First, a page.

KRED

Tuesday, May 16, 2017

WSJ City’s Briefing: BAML Warns on European Stock Rally, Labour Puts City in Crosshairs in £50 Billion Plan

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Good afternoon from the WSJ City desks in London. WSJ City is the app that delivers fast, smart news on mobile for London. Download for iPhone or Android. Here’s essential reading on today’s developments.

MUST READS FROM WSJ CITY

Bank of America Merrill Lynch has become the second big bank in two days to warn that inflows into European equities may be due a pause. It said sentiment has become ‘frothy’ following an influx of money into eurozone stocks in recent weeks. WSJ City

The Labour party eyed higher taxes on businesses and the wealthy to fund £48.6 billion of spending commitments as it launched its general election manifesto. Labour said that should it become the next UK government, it would raise income taxes for those earning more than £80,000 and consider breaking up the Royal Bank of Scotland. The single largest generator of new revenue would come from a hike in corporation tax from 19% to 26%. WSJ City

UK inflation surged by 2.7% from a year ago in April, its highest level in more than three years, as the late timing of Easter pushed up airfares, according to the Office for National Statistics. WSJ City

Cybersecurity researchers identified a digital clue connecting the global ransomware assault to previous cyberattacks by a group linked to North Korea. WSJ City

Liam Fox, the UK’s top trade official, said that Britain would be a leading advocate for free trade despite its plans to leave the European Union. Fox’s comments came as the European Union’s top court curbed the bloc’s power to sign off trade pacts without explicit backing from EU members in a decision that poses risks for future deals, including with Britain. WSJ City

German hopes are rising that French President Emmanuel Macron will deliver on an overhauled French economy, and Chancellor Angela Merkel said the French election had shown ‘once more what a treasure Europe is.’ She added that she would be ready to discuss changes to the EU treaty to strengthen the bloc if that made sense. WSJ City

President Donald Trump defended himself over reports that he divulged classified information to Russia, tweeting that he had the ‘absolute right’ to share facts about terrorism with the Kremlin. WSJ City

The prankster who last week tricked Barclays chief executive Jes Staley into believing he was corresponding with the bank’s chairman is a 38-year-old web designer from Manchester, who has been a customer of Barclays for more than 20 years. WSJ City

Symphony Communication Services, the instant-messaging software company, said it raised $63 million in additional funding from France’s BNP Paribas as well as its existing investors. WSJ City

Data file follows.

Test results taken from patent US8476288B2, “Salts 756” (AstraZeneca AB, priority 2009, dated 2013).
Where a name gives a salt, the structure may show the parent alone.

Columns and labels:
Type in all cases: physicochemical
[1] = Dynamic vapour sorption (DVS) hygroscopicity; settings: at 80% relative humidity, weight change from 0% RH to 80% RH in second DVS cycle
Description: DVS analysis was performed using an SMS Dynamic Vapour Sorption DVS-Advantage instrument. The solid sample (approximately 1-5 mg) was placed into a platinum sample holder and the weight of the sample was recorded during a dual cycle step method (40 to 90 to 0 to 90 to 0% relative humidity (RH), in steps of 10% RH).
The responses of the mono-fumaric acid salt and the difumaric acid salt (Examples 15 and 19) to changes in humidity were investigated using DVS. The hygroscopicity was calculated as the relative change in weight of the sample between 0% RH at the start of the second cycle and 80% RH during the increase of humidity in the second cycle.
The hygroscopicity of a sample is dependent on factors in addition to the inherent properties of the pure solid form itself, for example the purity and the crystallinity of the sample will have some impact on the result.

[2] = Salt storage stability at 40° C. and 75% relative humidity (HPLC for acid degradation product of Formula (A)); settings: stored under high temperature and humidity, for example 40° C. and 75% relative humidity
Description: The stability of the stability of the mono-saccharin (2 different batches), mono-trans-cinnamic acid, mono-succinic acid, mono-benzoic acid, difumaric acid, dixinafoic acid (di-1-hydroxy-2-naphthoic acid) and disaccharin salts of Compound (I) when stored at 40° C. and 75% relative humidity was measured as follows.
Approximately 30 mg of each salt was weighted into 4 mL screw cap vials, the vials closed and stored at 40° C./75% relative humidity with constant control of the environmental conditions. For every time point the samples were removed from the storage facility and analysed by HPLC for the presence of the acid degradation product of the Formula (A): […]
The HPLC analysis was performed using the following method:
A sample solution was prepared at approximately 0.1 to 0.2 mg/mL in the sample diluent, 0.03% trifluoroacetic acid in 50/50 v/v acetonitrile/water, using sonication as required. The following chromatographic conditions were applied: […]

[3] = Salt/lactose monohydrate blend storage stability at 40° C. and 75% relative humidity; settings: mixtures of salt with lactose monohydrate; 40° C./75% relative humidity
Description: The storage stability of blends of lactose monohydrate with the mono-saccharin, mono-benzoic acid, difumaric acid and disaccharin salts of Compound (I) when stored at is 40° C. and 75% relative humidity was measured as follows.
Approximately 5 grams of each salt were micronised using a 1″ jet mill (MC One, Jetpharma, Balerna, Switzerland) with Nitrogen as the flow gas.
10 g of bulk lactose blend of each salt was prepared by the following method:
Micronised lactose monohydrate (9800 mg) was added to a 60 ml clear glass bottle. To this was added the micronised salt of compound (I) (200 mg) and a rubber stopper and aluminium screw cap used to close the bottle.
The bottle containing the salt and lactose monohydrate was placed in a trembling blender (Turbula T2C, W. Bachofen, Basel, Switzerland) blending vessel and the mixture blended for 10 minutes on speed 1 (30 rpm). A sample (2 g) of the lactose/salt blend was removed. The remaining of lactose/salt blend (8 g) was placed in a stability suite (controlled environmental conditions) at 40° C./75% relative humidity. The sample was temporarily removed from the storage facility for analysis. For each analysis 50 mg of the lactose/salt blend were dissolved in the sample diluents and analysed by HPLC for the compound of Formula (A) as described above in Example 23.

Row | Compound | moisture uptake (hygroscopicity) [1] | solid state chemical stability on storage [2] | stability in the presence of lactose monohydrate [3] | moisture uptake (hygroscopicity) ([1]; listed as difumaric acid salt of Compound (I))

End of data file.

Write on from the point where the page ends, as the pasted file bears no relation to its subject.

IN THE PAPERS

Brexit Dishes Up Food Safety Dilemma for UK – Financial Times

City of London: No Case for Shifting Euro Clearing After Brexit – Reuters

A New Consensus in Germany: Brexit Should Be Clean, and Britain Should Pay for It – New Statesman

After Corbyn…the People’s Labour Party – Politico

‘Destroy Labour’, Britain’s Conservatives Given Election Orders – Reuters

MARKETS TODAY

European shares were mixed on a data-heavy day. The FTSE 100 continued a winning streak, closing at a fresh record high of 7,522.03, boosted by gains at Vodafone and mining companies and as oil looked set for a fifth straight session of gains.

Earlier, UK inflation data for April came in higher than expected at 2.7% — the highest reading since 2013.

Sterling fell against the dollar after rising as high as $1.295 immediately after the figures were released. It pared losses by the end of the day.

Investors were concentrating on concerns inflation will dampen consumer spending, rather than assuming that the Bank of England will raise interest rates.

The eurozone’s trade surplus rose in March to its highest level since the launch of the single currency. The euro gained against the dollar.

Europe’s Stoxx 600 index closed just down, led by a 0.2% drop for France’s CAC 40. First quarter GDP data for the eurozone came in as forecast at 0.5%, unchanged from the previous quarter.

US stocks turned lower. Real-estate shares slid 0.6% in the S&P 500, among the worst-performing sectors in the broad index, after data showed US new-home construction declined in April for the third time in four months.

May 16, 2017 at 10:26PM

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from Darren Lazarus

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